This is view to the underground parking garage below Austin City Hall of the fountain wall that trickles collected water down the stones.

The front garden beds of city hall also use excess water collected onsite from the air conditioning systems and ground water, so little excess external water is needed for watering!

Passing through the security checkpoint and metal detector brought me to the inside of city hall! I didn’t expect to see the copper covered, angular ceiling and complimenting concrete walkways protruding from the white stone walls. Kudos to the interior architect!

City hall also hosted the Imagine Austin Speaker Series, which was a series of thought leaders from around the nation giving talks on various subjects to promote and implement the vision and policies set forth in Imagine Austin.

This talk specifically was, Tackling the Issues: Household Affordability, Displacement and Gentrification (YouTube Link) — University of California Berkley Professor, Karen Chapple discussed approaches and solutions to tackling affordability and gentrification in the face of stagnant wages and increasing housing prices.

Also inside city hall were these two cases filled with public servant figurines designed after real government employees, from firemen to sanitation workers! While these are pretty cool, I think they would’ve been on another level if they were bobble heads!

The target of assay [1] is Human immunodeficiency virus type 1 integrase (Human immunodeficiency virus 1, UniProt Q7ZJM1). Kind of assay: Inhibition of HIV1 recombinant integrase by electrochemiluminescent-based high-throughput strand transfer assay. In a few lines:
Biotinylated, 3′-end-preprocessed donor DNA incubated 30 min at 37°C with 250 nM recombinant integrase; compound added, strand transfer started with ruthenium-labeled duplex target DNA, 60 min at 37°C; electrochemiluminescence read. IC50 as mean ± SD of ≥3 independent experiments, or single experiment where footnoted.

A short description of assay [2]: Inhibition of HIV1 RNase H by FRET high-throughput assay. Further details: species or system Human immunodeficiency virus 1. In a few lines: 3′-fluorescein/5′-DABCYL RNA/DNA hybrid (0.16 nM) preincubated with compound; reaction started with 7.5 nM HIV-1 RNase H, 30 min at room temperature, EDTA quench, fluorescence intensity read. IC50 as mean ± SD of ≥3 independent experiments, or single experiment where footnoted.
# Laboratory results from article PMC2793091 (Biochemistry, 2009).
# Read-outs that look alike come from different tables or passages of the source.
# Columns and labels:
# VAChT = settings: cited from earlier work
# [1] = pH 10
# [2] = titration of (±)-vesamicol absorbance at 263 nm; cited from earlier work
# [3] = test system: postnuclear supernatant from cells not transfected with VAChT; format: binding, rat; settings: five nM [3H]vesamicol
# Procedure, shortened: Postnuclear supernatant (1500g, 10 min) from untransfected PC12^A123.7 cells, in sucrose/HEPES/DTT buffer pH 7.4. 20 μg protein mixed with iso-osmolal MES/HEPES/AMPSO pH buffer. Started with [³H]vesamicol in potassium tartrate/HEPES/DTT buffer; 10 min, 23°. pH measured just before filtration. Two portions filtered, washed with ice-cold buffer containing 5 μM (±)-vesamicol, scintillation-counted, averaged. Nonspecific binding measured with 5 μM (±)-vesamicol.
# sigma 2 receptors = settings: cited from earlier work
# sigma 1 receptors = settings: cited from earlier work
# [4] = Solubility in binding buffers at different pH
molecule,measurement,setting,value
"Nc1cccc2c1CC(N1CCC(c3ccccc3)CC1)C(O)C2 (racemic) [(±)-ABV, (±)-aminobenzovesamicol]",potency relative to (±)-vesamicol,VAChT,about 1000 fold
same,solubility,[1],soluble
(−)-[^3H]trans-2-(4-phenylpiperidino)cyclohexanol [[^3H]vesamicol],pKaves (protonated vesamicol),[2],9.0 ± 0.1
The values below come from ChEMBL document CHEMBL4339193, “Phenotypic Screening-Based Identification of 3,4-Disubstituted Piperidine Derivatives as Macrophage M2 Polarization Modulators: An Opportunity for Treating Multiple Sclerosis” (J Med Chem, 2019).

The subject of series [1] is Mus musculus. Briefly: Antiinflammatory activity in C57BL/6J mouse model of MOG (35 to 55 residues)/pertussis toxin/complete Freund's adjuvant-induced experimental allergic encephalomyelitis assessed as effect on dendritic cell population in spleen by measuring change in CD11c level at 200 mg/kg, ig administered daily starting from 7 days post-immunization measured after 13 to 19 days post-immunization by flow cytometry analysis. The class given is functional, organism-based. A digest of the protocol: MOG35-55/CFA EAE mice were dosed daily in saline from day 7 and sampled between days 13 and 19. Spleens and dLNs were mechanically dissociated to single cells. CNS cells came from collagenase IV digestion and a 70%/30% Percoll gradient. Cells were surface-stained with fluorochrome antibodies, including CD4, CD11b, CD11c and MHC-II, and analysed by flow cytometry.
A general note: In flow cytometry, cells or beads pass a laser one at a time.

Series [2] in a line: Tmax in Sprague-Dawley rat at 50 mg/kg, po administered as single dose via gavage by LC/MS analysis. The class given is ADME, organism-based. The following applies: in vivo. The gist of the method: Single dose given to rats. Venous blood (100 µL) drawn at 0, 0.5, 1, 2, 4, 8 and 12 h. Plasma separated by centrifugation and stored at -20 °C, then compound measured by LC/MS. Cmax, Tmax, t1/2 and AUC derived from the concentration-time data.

I made my back to my car from city hall, crossing over the Second Street Bridge, also known as the Butterfly Bridge, back to the Seaholm Ecodistrict where I parked. On the way, I came across this dedication memorial for all those involved with the conception and construction of this bridge.

Image result for second street bridge austin


I was more than impressed with what I saw in the Seaholm ecodistrict in terms of urban development, historic building re-purposing and preservation and all the sustainable features and initiatives in the area! It was good to see there are some progressive minds working in Austin to revitalize and implement greener ways of living. On the other hand, too much of this “gentrification movement” causes ripples in the community – from increased parking and road construction to higher prices of living and much higher costs of living. While I saw more “good” than “bad,” it would be completely ignorant of me to only see and focus on the good aspects and not learn from the repercussion of change.

The trail by the river and my brief tour of Austin City Hall also highlighted positive aspects of resource management, like water conservation, that many cities – especially government buildings – tend to overlook. I like to consider water conservation, as well as other sustainable initiatives, to be investments in terms of resources, finances, time, money and energy that pay deeper dividends as time goes on over the short-term gains.